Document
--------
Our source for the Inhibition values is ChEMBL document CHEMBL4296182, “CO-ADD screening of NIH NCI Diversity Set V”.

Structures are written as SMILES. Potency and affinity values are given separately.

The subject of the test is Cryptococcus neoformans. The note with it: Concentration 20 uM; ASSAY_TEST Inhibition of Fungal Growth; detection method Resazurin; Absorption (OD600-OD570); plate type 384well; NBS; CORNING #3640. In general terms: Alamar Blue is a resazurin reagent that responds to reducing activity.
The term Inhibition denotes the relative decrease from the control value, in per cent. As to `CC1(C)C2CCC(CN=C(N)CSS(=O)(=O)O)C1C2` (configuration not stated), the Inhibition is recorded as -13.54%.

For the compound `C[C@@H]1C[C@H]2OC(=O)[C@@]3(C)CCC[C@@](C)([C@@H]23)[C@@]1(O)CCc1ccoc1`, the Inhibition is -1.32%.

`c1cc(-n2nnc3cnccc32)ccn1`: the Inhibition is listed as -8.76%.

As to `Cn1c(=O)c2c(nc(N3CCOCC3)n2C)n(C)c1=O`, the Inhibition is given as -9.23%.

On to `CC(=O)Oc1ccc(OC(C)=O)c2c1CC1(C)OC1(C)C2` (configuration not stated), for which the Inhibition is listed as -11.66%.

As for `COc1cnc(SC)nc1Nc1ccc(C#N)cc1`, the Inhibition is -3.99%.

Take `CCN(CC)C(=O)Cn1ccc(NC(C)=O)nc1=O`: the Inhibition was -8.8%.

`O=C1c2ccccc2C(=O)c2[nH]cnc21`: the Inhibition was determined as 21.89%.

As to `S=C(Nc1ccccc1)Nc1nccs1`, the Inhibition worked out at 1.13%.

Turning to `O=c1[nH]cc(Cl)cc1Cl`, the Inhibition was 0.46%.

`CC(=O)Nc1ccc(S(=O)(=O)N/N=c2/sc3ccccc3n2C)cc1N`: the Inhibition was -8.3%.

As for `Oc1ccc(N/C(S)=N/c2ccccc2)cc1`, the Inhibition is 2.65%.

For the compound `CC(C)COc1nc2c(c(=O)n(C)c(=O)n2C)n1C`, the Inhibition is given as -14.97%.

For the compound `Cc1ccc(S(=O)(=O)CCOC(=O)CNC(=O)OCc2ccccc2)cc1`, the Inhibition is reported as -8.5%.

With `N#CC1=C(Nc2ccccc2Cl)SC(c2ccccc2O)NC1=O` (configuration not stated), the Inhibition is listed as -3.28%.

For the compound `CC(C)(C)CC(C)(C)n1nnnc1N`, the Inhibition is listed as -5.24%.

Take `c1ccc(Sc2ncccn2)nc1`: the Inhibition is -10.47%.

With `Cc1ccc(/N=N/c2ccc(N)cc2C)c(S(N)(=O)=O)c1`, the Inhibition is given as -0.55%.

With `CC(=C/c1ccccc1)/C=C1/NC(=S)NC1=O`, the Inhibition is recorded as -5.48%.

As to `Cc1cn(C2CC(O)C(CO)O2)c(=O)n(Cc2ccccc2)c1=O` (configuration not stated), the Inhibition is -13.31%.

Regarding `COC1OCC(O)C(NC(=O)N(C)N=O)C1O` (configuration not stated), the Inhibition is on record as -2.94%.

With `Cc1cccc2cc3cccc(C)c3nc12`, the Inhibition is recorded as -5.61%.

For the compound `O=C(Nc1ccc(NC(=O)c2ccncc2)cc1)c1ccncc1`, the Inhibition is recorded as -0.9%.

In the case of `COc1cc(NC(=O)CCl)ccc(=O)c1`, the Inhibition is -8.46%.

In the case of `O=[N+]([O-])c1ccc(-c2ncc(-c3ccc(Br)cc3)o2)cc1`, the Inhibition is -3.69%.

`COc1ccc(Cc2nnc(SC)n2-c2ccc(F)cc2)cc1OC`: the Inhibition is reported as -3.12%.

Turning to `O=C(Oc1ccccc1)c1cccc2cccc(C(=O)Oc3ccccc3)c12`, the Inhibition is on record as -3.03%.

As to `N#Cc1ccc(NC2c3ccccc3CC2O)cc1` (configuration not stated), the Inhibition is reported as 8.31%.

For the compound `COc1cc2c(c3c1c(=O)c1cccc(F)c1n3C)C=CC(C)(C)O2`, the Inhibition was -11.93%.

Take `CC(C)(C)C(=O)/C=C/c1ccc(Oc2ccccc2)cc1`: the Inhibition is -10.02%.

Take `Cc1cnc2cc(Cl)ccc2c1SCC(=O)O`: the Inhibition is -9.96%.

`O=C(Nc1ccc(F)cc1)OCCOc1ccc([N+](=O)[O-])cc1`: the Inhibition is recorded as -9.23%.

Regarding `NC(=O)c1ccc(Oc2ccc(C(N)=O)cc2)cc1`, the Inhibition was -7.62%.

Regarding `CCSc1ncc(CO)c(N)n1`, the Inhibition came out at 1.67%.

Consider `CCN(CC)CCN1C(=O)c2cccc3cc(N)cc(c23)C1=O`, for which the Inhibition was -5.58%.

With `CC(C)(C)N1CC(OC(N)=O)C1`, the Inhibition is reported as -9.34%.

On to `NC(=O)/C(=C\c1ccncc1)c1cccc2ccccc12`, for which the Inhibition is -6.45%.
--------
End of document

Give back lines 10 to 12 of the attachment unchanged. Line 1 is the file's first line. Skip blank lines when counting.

Take `CCN(CC)C(=O)Cn1ccc(NC(C)=O)nc1=O`: the Inhibition was -8.8%.

`O=C1c2ccccc2C(=O)c2[nH]cnc21`: the Inhibition was determined as 21.89%.

As to `S=C(Nc1ccccc1)Nc1nccs1`, the Inhibition worked out at 1.13%.